Blodeuedd: *laughing* Me too!! And English is the only language that I do speak.

Limecello - well if we ever go to one together - we can keep each other company - trying to find a corner and then taking turns darting quickly out into the crowd and then going back. And water - one needs to take lots and lots of water I've discovered.

Dick: *laughing!!* That's a cold, cold attitude there *g*. I will admit, I probably want to know as much about authors as they want to know about me - mainly whether do I like their books *g* but it is nice getting to know them in a less shall we say 'frantic' environment. And I'm not an autograph seeker - of anyone, not just authors. Though if I were, it would be author autographs I would seek. And I do have a few "special" few that I treasure.

Wendy: *big grin* One of those reasons is you're much taller than me and not swamped by feelings of shrinking in the crowds.

Kristie (J) said...

Bev: *chuckle* I've done that before - gone up and just told them I loved their books without getting an autograph - but then they ask me if I want one and at all times wanting to be polite, I say yes.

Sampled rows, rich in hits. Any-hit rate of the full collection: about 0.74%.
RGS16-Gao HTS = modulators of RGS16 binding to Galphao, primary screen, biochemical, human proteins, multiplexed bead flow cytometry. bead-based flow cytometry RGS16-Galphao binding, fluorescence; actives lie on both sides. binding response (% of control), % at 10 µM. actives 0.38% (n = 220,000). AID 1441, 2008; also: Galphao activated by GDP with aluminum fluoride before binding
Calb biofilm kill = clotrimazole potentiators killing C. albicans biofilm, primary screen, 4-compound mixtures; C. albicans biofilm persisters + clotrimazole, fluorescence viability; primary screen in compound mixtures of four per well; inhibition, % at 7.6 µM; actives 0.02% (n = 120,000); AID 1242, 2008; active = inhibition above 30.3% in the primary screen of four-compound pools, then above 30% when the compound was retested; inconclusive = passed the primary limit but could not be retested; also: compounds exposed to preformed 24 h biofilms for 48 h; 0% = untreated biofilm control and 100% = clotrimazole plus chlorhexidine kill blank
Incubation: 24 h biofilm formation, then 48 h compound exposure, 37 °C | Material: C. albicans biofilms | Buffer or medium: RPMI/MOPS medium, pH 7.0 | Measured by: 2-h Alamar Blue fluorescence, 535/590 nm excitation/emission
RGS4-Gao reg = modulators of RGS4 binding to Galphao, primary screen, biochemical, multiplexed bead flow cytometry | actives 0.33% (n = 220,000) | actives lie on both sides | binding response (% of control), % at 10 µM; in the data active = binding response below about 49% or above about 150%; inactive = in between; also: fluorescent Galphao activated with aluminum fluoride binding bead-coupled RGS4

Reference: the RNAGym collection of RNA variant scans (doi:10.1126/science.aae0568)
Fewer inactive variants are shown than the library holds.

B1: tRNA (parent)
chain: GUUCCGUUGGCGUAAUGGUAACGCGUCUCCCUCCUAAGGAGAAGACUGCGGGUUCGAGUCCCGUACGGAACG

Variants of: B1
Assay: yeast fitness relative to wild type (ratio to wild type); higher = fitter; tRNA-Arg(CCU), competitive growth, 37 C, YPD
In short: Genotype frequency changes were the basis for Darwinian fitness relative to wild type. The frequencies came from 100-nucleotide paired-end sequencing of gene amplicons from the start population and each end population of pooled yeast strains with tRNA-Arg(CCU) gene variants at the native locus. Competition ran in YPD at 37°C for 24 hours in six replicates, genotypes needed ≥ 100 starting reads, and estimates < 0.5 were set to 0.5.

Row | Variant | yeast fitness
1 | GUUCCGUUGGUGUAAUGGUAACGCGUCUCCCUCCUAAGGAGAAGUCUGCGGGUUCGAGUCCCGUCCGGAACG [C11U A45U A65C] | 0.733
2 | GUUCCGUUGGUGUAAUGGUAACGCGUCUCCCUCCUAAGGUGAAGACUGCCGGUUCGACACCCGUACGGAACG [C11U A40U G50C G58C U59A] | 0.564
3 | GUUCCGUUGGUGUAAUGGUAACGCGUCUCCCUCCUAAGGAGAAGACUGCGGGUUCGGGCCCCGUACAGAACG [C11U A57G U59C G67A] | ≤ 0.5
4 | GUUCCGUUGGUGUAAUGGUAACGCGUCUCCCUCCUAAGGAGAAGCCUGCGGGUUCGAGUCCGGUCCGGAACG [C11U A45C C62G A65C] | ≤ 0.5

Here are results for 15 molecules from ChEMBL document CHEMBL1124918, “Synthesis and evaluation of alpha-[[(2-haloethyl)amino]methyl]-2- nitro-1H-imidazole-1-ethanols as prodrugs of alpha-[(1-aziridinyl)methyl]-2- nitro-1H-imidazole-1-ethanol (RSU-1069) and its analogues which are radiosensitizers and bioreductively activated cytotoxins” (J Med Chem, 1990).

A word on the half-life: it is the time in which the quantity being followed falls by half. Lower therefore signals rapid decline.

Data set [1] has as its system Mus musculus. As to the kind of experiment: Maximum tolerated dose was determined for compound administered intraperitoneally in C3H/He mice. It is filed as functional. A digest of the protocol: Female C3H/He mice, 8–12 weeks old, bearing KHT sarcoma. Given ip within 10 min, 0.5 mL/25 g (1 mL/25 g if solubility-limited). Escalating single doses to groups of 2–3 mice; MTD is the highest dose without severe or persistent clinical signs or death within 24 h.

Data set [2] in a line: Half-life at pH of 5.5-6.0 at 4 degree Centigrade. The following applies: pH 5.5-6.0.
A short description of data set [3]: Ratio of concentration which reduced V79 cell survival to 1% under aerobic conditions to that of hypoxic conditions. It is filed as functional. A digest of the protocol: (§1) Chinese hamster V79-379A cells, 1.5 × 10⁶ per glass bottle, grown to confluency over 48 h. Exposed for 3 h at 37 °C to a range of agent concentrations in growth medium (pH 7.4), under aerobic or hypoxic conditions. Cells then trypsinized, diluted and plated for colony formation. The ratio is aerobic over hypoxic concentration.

They had a couple of 'autograph hunts' at RT - you get a list of authors and try and get all the autographs on the list and then you're eligible for a prize. I didn't participate.

Kim: I went to a lot of author panels in Columbus and I really enjoyed them! Less frenzied and crowded. I plan to attend more next time I go to anything :)

Heather: *big wink* see next post!!

Orannia: I think I'm going to do what Nath and Wendy suggested - show up later when there isn't that HUGE RUSH to get in the door! That alone terrifies me!

Kaetrin: It's my goal to make the one next year in Australia!! Whether I make it or not - I don't know - but one needs a goal don't they :-)

Lusty Reader: I'm glad I gave you courage *g*. That's one of the things about putting it out there. There's always someone who feels the same :-)
There is the opposite though. When I went to DC, one of the best times was just sitting around with a few authors just talking 'stuff'. I discovered for example that Julie James is also a fan of SYTYCD!! That was fun - comparing notes.